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About Bryna

  • Birthday 08/29/1984

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  • Gender
  • Location
    Cedar Crest, NM
  • Interests
    Border collies, cutting horses, science.

Bryna's Achievements


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  1. Hi! I would love your recommendation, tried to PM you but it said you couldn't receive new messages. I didn't see your email,maybe I'm not looking in the right place.
  2. Aha, lol, that makes sense! I feel like such a dork now. I can definitely see why that would be tough, particularly if you couldn't get ahead of your dog for it.
  3. Hello everyone! My border collie and I got into agility almost by accident last summer -it was something I had always wanted to try, but never found a good situation. A friend of mine was buying a doberman pup from a woman that competed and gave lessons in agility, and I ended up going up there with her and my dog, Echo, and I just had a blast. We did five or six practice sessions over three weeks, but then had to move to New Mexico, as I was starting grad school at UNM. Things have been hectic, and I haven't had time to look into continuing down here, but I've decided to make it a priority in the new year, so I'm hoping to find someone down here to practice with. I live in Cedar Crest, so if there is anyone close, that would be ideal. Is anyone on this forum nearby, and maybe interested in mentoring a newby?
  4. Hi all! I'm sure this is a stupid question, but I'm an agility beginner (went to a few practice sessions last summer and then moved cross country and haven't had the chance since). I'm looking to start up again, and was checking out the posts, and I am confused by this one. What do you all mean by the 'back' side of the jump? I don't remember them being different from one side to the other, and just sent my dog whichever way I pleased. Maybe these are a different kind of jump, or what am I missing? Thanks!
  5. LOL, Portland and Olympia are not exactly close together. I can't imagine trying to take lessons in Olympia, would be lucky to go 3 times a year. But I will email her and enquire if she will be in the Portland area. Thanks! When I said turnback, I meant turnback for me when I am riding my cutting horses. We are actually hoping to move to central OR and get some cattle, if we can sell our place here, and a trained dog would be handy. If Echo and I really enjoy it and she shows enough talent, I am sure I would want to trial, I do enjoy competition. Everyone, is it important that I have a minimum lesson frequency, especially initially? IE, if I can't arrange a lesson a week or every other week, is there no point in starting? I am assuming for these trainers that are coming over from Idaho, that probably isn't happening on a weekly basis, lol. And what about taking lessons from different trainers -for example, traner x is in Portland one week, the next I travel for a lesson with trainer y, two weeks later trainer z is in town. Is that likely to be confusing and counter productive?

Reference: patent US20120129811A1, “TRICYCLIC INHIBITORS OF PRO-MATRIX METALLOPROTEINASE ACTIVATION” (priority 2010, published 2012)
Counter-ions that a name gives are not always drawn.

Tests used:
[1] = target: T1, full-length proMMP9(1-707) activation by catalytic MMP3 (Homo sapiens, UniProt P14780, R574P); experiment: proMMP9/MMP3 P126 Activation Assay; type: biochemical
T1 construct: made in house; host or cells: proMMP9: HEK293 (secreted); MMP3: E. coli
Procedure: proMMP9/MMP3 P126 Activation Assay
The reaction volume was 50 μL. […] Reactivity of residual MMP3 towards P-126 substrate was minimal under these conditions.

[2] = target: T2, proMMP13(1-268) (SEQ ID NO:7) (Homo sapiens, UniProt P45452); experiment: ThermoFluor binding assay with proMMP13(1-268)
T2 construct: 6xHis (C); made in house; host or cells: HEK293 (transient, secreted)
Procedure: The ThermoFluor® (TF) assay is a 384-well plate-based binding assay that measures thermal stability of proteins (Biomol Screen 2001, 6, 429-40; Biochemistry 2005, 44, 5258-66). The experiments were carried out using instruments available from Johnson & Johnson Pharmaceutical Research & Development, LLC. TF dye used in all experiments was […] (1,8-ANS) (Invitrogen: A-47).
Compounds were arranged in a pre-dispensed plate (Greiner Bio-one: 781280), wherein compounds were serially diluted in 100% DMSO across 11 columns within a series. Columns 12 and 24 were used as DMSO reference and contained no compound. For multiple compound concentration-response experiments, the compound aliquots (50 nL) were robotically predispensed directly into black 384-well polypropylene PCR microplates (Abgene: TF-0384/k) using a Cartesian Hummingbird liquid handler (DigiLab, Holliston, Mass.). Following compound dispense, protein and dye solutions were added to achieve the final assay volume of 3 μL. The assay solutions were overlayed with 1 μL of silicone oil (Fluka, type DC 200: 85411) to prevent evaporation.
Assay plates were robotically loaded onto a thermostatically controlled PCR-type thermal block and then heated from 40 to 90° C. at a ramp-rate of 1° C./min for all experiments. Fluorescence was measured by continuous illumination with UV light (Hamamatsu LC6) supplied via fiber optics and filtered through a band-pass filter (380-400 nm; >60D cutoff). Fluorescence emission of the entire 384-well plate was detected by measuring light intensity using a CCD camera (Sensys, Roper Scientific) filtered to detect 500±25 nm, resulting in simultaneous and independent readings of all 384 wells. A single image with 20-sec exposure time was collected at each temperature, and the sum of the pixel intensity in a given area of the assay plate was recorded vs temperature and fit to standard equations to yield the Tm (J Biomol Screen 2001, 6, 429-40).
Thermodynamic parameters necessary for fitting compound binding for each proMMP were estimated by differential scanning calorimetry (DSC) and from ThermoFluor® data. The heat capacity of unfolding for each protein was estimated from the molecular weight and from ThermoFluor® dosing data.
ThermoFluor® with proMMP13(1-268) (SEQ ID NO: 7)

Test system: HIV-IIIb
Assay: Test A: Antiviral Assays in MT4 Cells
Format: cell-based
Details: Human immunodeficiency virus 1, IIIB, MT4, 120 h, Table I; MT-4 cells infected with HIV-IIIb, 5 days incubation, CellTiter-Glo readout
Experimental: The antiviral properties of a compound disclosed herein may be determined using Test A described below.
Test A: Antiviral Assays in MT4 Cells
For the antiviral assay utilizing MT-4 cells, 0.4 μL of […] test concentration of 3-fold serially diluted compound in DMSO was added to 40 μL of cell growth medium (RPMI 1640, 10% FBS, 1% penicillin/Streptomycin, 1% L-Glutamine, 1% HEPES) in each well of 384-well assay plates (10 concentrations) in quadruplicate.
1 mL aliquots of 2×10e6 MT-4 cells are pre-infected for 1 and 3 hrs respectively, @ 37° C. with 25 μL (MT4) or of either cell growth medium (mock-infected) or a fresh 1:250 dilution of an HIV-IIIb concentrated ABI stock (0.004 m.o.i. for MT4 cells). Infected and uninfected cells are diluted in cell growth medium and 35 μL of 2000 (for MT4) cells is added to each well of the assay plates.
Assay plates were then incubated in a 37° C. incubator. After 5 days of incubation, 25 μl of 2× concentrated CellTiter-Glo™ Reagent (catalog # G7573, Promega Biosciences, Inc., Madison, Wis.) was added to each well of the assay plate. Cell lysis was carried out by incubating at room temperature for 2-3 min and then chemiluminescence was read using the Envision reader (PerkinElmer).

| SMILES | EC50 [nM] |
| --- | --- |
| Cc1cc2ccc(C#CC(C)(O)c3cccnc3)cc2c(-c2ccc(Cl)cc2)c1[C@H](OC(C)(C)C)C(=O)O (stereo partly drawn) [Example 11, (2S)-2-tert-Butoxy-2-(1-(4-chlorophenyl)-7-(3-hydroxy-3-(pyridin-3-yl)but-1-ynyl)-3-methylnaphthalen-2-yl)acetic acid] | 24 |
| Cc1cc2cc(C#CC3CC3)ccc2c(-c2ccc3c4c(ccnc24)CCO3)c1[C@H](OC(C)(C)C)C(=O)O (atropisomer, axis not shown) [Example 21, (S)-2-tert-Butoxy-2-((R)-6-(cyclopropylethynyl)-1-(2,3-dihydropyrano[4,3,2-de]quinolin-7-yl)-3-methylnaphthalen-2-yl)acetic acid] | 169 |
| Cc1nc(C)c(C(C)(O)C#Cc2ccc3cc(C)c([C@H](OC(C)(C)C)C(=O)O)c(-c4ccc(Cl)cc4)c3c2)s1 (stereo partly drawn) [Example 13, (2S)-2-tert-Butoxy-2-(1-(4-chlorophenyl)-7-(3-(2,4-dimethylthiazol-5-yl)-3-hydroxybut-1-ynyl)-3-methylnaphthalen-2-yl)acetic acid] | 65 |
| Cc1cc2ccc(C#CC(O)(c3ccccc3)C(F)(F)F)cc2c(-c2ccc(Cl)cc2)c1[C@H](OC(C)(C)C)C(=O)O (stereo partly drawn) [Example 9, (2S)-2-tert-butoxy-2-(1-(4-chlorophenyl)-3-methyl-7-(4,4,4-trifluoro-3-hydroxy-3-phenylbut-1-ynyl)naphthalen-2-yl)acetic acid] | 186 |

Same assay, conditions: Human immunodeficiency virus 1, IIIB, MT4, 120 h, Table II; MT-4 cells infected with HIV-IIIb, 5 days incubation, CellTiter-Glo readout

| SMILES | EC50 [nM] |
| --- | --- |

6. Stupid question, probably, but how does a bar around the inside of the box prevent the dam from rolling over on a pup?
  7. Lc-ranch, thanks very much for the info! I checked out his website, looks like many of his dogs have some similar lines to my Echo. To be honest, I do have some doubts both about the nature of the event itself and about how comfortable we would feel there -Echo and I are both a bit crowd phobic (shy), not sure I would want her first real exposure to stock to take place in such an environment, however convenient it might be. I will think on it though, and if I do go, I will certainly report back. I do have a general question about this though. I see this event, purportedly testing for stockwork ability. I have also noticed many trainers give a cheaper price for a brief "evaluation" for stockwork that for a regular lesson. Is it really possible to tell in just one short session what ability your dog has on stock? Maybe just because I am coming from a cutting horse background, where it takes several months of training to tell if your horse has the potential to be a cutter, but this just seems amazing and unlikely to me.
  8. Thanks! LOL, now I actually know where the trial in Scio is. I will check that one out if I can.
  9. Thanks so much for that advice, Donald! I will definitely keep it in mind. Alaska, thanks for the recommendation. I have emailed Karen, hopefully she will be available. I fear it may be difficult to get lessons on weekends, since trainers will be trialing some weekends, and I go to horse shows some weekends, but we will do what we can. Two hours might be farther than ideal, but I actually get over to central OR pretty frequently -we often have club meetings or shows over there, and I have two horses with a trainer in Burns. So maybe it can work out. DaisyDoodle, thanks for the links as well! I have seen that site before, but wish they didn't have their event info members only. LOL, how can I decide if I want to be a member if I can't get to the information to lead me to an event for which I might decide to become a member? Oh well...